South Pittsburgh Reporter - Serving South Pittsburgh Since 1939

By Margaret Smyka
Contributing Writer 

Block watch group expresses concerns to police officials


April 10, 2012

Narcotics and Vice Commander Cheryl Doubt, and crime prevention Officer Christine Luffey, were the guest speakers at the April 2 meeting of the Carrick/Overbrook block watch, which drew about 55 attendees.

Commander Doubt said the various units under her command include the narcotics investigative unit, narcotics impact unit, and the Weed and Seed unit. The vice unit deals with gambling, prostitution and nuisance bar violations along with tracking firearms.

When she asked for questions from the audience, a 20-year Carrick resident said she "never felt threatened as I do now," referring to a neighboring home.

The family, which is comprised of a mother, her three teenagers and other multiple residents, engage in dirt bike racing on the street, loud arguments, and threats to the attendee.

She said the family's pit bull runs through her yard, and there are drug addicts at the home at all hours. The resident said she calls 311, the city's phone number for non-emergency services and 911 frequently.

She called the Bureau of Building Inspection (BBI) about the family not having a permit for backyard construction, but BBI has not come out. The attendee said she sleeps three hours a night on her couch in fear of the home's mother and her visitors.

"I don't have a solution," said Commander Doubt. "We can only do what we can do with the assistance of you all."

City councilman Bruce Kraus said his late father, who once lived in the community, would be quite upset about the downhill slide of the neighborhood.

"There has to be better answers.

"We have to become more powerful than the realtors lobby," he said.

Mr. Kraus cited drugs as fueling the robberies, assaults, and other problems.

"We are always reactive. Maybe we need state or federal agencies to come in and sweep it all out of here," he said.

He asked Commander Doubt why nothing can be done to help the attendee who lives in fear of her neighbor.

"There is a problem all over the city in neighborhoods," she said.

When the police make arrests, the suspects are often out of jail that same evening, which is out of their hands.

"We are doing our best," she said.

The commander said she would give the attendee a form to complete.

For dirt bike racing, she should call 911, and tell the dispatcher the family has a police scanner. That way the dispatcher will call the station directly.

If the dispatcher does not cooperate, ask to speak with their supervisor.

To a question of how residents can aid police, she said to take note of what they witness, like a license plate number.

Another attendee asked if police officers will tell those being investigated who called, if the caller chooses to remain anonymous? Commander Doubt said that would not happen and no one will come to the complainant's house seeking additional information.

Liz Style, of the Mayor's Office, asked callers leave as much detail on the recording as possible.

Anyone witnessing drug dealing occurring at the same time and place every day, should leave that information so an officer can be there the next time.

"The more paper trail, the better it is," she said.

Questioned whether a person can go to the magistrate about a problem neighbor, Mr. Kraus said it is to everyone's benefit if the problem neighbor is a Section 8 renter as there is a system in place for such matters. Call his office, or the office of Natalia Rudiak, for assistance.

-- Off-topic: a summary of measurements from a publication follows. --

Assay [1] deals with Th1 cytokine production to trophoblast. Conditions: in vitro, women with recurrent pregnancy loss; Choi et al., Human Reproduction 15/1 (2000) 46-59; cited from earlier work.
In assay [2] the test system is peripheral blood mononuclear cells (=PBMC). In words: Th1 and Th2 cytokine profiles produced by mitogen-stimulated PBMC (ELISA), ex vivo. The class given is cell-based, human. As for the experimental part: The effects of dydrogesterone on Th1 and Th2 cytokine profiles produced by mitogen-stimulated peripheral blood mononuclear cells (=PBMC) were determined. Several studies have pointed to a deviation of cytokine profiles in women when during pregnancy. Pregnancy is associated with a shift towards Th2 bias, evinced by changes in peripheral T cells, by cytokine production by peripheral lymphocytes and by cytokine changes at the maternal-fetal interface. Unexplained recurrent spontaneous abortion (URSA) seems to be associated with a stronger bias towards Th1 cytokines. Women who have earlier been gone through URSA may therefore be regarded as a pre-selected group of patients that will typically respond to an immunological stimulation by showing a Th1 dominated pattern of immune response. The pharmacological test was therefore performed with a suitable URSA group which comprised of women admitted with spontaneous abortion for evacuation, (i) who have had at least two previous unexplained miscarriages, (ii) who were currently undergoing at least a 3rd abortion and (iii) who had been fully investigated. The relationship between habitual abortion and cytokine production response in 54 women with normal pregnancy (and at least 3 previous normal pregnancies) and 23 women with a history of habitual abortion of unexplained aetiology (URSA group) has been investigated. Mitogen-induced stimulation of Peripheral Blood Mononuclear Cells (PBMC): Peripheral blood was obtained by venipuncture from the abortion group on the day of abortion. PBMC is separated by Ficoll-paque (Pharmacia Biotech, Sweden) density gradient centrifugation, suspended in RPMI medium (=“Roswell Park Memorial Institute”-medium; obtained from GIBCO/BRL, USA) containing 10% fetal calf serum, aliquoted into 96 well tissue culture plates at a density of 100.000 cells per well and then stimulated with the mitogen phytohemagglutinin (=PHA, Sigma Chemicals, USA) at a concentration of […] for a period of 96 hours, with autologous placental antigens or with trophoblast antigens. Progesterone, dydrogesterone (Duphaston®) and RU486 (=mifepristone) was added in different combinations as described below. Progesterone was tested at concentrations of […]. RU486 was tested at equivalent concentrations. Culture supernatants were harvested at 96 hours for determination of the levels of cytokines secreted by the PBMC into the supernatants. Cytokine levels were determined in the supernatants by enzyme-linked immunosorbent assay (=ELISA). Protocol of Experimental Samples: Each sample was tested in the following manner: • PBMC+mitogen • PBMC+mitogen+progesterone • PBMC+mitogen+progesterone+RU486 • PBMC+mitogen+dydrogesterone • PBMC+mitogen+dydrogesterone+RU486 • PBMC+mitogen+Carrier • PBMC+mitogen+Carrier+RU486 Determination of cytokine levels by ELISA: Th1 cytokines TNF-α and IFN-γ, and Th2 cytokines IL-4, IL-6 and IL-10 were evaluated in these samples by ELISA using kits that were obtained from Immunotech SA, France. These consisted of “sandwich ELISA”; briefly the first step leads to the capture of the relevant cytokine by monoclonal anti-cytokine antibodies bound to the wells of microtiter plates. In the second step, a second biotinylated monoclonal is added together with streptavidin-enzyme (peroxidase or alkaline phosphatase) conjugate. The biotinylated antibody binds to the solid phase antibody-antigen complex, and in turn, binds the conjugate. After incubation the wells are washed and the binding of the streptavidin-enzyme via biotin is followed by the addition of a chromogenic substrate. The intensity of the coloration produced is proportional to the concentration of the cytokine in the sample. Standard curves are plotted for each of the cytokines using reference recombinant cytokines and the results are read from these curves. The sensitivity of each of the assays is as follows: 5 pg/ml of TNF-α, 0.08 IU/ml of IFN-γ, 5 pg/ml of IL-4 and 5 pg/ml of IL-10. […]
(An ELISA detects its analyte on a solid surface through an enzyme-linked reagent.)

To a question about closing nuisance bars, Commander Doubt said the police have to document everything, and build a strong case, which can take a long time.

Asked why it takes so long to evict troublesome renters, she said notice must be served to landlords, and if they are absentee landlords, it often takes time to locate those owners.

Carol Anthony, who conducted the meeting, said "you have to organize your own block." The newest block watches are on Spokane and Westmont avenues.

Ms. Anthony asked people to let her know the streets and captains of any new groups so she can stay in touch with them.

In her presentation, Officer Luffey said she listened intently to attendees' prior comments.

"We have our own issues as well," she said of living in Beechview.

When one's life is being infringed upon, the worst thing to do is nothing, she said.

Instead, call 311 or 911. Callers may remain anonymous; she never tells the subject of the complaint the name of the person who filed the complaint.

"If we don't stand up for our neighborhood, we lose," she said.

Mr. Kraus called the "city budget" the evening's theme and, with the city coming out of Act 47, there might be more money for resources like additional officers, lighting in the parks, and more.

Today, there are 950 officers, as opposed to 1100 in 1993.

Officer Luffey said "We're not doing this job to be rich," but rather she is dedicated to making a difference.

As an example she cited a recent dog fighting case she investigated which led to a search warrant at a Wilkinsburg home.

She learned that since 1983, the suspect has been electrocuting new dogs if he did not like the way they fought.

At meeting's end, a representative from Ms. Rudiak's office said the councilwoman met with Brentwood officials to discuss various issues, including the troublesome 2600 block of Brownsville Rd., the site of open drug dealing and other problems.

The next meeting will be at 7 p.m. on May 7 in the Pittsburgh Concord K-5 auditorium.


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